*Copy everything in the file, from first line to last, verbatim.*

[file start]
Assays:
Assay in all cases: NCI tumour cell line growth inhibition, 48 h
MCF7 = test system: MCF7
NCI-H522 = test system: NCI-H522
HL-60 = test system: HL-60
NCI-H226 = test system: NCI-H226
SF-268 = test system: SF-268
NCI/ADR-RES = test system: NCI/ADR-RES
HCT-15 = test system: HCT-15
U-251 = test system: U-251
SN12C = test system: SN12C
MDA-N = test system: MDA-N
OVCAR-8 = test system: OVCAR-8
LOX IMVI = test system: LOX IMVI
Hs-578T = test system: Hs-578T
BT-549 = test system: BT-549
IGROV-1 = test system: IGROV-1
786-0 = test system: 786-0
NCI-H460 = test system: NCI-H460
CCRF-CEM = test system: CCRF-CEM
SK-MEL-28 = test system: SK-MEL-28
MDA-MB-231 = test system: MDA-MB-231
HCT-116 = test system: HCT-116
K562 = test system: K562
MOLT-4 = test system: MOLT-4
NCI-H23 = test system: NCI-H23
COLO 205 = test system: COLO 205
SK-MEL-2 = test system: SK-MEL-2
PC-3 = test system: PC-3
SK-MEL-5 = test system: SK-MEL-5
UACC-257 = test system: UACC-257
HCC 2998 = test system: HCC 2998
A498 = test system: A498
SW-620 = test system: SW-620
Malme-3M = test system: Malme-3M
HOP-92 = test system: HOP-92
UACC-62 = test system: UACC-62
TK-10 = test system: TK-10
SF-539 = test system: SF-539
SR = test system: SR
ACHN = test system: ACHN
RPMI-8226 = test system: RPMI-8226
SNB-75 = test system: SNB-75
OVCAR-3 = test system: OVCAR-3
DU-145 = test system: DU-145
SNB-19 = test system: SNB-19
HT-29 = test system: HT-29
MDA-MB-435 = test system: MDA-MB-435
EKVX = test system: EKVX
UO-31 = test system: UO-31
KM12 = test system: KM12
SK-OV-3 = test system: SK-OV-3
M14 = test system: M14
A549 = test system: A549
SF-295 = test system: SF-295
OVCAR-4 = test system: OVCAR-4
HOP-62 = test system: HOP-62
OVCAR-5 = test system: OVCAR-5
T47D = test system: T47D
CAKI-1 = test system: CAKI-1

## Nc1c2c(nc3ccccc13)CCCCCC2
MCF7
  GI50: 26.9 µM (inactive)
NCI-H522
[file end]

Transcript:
Assays:
Assay in all cases: NCI tumour cell line growth inhibition, 48 h
MCF7 = test system: MCF7
NCI-H522 = test system: NCI-H522
HL-60 = test system: HL-60
NCI-H226 = test system: NCI-H226
SF-268 = test system: SF-268
NCI/ADR-RES = test system: NCI/ADR-RES
HCT-15 = test system: HCT-15
U-251 = test system: U-251
SN12C = test system: SN12C
MDA-N = test system: MDA-N
OVCAR-8 = test system: OVCAR-8
LOX IMVI = test system: LOX IMVI
Hs-578T = test system: Hs-578T
BT-549 = test system: BT-549
IGROV-1 = test system: IGROV-1
786-0 = test system: 786-0
NCI-H460 = test system: NCI-H460
CCRF-CEM = test system: CCRF-CEM
SK-MEL-28 = test system: SK-MEL-28
MDA-MB-231 = test system: MDA-MB-231
HCT-116 = test system: HCT-116
K562 = test system: K562
MOLT-4 = test system: MOLT-4
NCI-H23 = test system: NCI-H23
COLO 205 = test system: COLO 205
SK-MEL-2 = test system: SK-MEL-2
PC-3 = test system: PC-3
SK-MEL-5 = test system: SK-MEL-5
UACC-257 = test system: UACC-257
HCC 2998 = test system: HCC 2998
A498 = test system: A498
SW-620 = test system: SW-620
Malme-3M = test system: Malme-3M
HOP-92 = test system: HOP-92
UACC-62 = test system: UACC-62
TK-10 = test system: TK-10
SF-539 = test system: SF-539
SR = test system: SR
ACHN = test system: ACHN
RPMI-8226 = test system: RPMI-8226
SNB-75 = test system: SNB-75
OVCAR-3 = test system: OVCAR-3
DU-145 = test system: DU-145
SNB-19 = test system: SNB-19
HT-29 = test system: HT-29
MDA-MB-435 = test system: MDA-MB-435
EKVX = test system: EKVX
UO-31 = test system: UO-31
KM12 = test system: KM12
SK-OV-3 = test system: SK-OV-3
M14 = test system: M14
A549 = test system: A549
SF-295 = test system: SF-295
OVCAR-4 = test system: OVCAR-4
HOP-62 = test system: HOP-62
OVCAR-5 = test system: OVCAR-5
T47D = test system: T47D
CAKI-1 = test system: CAKI-1

## Nc1c2c(nc3ccccc13)CCCCCC2
MCF7
  GI50: 26.9 µM (inactive)
NCI-H522